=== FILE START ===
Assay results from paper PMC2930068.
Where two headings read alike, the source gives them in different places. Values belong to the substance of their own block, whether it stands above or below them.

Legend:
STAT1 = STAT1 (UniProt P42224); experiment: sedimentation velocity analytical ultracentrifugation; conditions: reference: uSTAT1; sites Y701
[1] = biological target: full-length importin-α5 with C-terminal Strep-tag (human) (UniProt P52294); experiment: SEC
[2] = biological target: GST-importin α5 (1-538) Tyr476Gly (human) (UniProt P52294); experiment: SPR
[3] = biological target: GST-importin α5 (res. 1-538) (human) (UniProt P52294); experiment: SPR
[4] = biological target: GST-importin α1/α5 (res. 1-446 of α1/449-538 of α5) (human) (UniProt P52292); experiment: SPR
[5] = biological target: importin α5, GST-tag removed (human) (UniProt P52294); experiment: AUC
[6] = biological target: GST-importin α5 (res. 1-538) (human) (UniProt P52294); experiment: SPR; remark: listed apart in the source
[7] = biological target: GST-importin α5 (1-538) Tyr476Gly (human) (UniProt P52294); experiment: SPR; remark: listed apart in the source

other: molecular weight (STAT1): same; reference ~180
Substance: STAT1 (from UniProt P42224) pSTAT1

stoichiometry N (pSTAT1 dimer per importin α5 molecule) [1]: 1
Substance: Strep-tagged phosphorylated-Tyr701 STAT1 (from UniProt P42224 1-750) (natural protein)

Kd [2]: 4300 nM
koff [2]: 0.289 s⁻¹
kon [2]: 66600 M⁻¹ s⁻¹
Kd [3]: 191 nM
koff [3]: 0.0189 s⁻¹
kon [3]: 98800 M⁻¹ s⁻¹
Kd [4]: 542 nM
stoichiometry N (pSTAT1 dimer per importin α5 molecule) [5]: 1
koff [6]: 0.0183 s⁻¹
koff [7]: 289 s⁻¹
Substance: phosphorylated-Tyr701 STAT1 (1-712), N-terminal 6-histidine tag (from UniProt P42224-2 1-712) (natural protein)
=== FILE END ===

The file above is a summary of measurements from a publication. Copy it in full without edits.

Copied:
Assay results from paper PMC2930068.
Where two headings read alike, the source gives them in different places. Values belong to the substance of their own block, whether it stands above or below them.

Legend:
STAT1 = STAT1 (UniProt P42224); experiment: sedimentation velocity analytical ultracentrifugation; conditions: reference: uSTAT1; sites Y701
[1] = biological target: full-length importin-α5 with C-terminal Strep-tag (human) (UniProt P52294); experiment: SEC
[2] = biological target: GST-importin α5 (1-538) Tyr476Gly (human) (UniProt P52294); experiment: SPR
[3] = biological target: GST-importin α5 (res. 1-538) (human) (UniProt P52294); experiment: SPR
[4] = biological target: GST-importin α1/α5 (res. 1-446 of α1/449-538 of α5) (human) (UniProt P52292); experiment: SPR
[5] = biological target: importin α5, GST-tag removed (human) (UniProt P52294); experiment: AUC
[6] = biological target: GST-importin α5 (res. 1-538) (human) (UniProt P52294); experiment: SPR; remark: listed apart in the source
[7] = biological target: GST-importin α5 (1-538) Tyr476Gly (human) (UniProt P52294); experiment: SPR; remark: listed apart in the source

other: molecular weight (STAT1): same; reference ~180
Substance: STAT1 (from UniProt P42224) pSTAT1

stoichiometry N (pSTAT1 dimer per importin α5 molecule) [1]: 1
Substance: Strep-tagged phosphorylated-Tyr701 STAT1 (from UniProt P42224 1-750) (natural protein)

Kd [2]: 4300 nM
koff [2]: 0.289 s⁻¹
kon [2]: 66600 M⁻¹ s⁻¹
Kd [3]: 191 nM
koff [3]: 0.0189 s⁻¹
kon [3]: 98800 M⁻¹ s⁻¹
Kd [4]: 542 nM
stoichiometry N (pSTAT1 dimer per importin α5 molecule) [5]: 1
koff [6]: 0.0183 s⁻¹
koff [7]: 289 s⁻¹
Substance: phosphorylated-Tyr701 STAT1 (1-712), N-terminal 6-histidine tag (from UniProt P42224-2 1-712) (natural protein)